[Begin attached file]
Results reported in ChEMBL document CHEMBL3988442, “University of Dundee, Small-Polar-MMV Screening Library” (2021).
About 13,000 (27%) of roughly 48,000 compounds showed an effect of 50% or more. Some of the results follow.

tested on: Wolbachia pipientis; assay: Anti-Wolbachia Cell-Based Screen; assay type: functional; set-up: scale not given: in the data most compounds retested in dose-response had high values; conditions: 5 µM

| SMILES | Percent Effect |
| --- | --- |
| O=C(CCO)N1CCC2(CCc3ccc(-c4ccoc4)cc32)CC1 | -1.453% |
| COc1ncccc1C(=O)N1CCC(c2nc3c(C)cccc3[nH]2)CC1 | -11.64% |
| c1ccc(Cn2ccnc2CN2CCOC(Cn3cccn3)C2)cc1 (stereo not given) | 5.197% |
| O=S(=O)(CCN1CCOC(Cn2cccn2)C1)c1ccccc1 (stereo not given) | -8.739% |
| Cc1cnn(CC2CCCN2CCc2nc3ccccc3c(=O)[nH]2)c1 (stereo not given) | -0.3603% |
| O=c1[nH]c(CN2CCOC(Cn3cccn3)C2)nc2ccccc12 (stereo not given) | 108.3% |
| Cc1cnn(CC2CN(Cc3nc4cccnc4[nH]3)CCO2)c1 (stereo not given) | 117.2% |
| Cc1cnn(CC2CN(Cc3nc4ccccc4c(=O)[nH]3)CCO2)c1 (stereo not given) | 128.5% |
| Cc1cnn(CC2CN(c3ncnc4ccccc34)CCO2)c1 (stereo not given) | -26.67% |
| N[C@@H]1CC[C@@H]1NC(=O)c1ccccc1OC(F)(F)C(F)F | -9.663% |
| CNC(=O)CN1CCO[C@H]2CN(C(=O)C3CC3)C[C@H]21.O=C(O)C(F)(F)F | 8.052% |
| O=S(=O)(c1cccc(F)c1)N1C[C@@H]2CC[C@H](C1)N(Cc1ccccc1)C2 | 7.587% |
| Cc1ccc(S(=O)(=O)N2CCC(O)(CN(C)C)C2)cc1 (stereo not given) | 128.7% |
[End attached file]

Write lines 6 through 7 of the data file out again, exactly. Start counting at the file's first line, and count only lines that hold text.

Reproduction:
| O=C(CCO)N1CCC2(CCc3ccc(-c4ccoc4)cc32)CC1 | -1.453% |
| COc1ncccc1C(=O)N1CCC(c2nc3c(C)cccc3[nH]2)CC1 | -11.64% |